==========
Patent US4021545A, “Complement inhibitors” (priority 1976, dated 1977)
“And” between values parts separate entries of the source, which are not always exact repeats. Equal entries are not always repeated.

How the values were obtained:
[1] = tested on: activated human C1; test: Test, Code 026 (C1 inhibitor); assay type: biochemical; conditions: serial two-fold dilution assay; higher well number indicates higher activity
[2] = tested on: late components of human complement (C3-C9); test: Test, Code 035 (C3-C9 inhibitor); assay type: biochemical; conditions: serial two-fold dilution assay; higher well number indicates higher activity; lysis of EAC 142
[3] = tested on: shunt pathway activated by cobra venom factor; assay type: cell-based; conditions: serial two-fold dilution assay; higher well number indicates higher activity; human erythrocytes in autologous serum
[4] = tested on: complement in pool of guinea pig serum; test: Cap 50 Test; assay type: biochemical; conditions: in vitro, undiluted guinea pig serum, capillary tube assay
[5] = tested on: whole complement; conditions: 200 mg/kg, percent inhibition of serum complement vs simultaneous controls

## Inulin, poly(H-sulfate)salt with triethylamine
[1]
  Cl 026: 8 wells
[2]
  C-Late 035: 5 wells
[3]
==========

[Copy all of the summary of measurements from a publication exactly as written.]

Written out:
Patent US4021545A, “Complement inhibitors” (priority 1976, dated 1977)
“And” between values parts separate entries of the source, which are not always exact repeats. Equal entries are not always repeated.

How the values were obtained:
[1] = tested on: activated human C1; test: Test, Code 026 (C1 inhibitor); assay type: biochemical; conditions: serial two-fold dilution assay; higher well number indicates higher activity
[2] = tested on: late components of human complement (C3-C9); test: Test, Code 035 (C3-C9 inhibitor); assay type: biochemical; conditions: serial two-fold dilution assay; higher well number indicates higher activity; lysis of EAC 142
[3] = tested on: shunt pathway activated by cobra venom factor; assay type: cell-based; conditions: serial two-fold dilution assay; higher well number indicates higher activity; human erythrocytes in autologous serum
[4] = tested on: complement in pool of guinea pig serum; test: Cap 50 Test; assay type: biochemical; conditions: in vitro, undiluted guinea pig serum, capillary tube assay
[5] = tested on: whole complement; conditions: 200 mg/kg, percent inhibition of serum complement vs simultaneous controls

## Inulin, poly(H-sulfate)salt with triethylamine
[1]
  Cl 026: 8 wells
[2]
  C-Late 035: 5 wells
[3]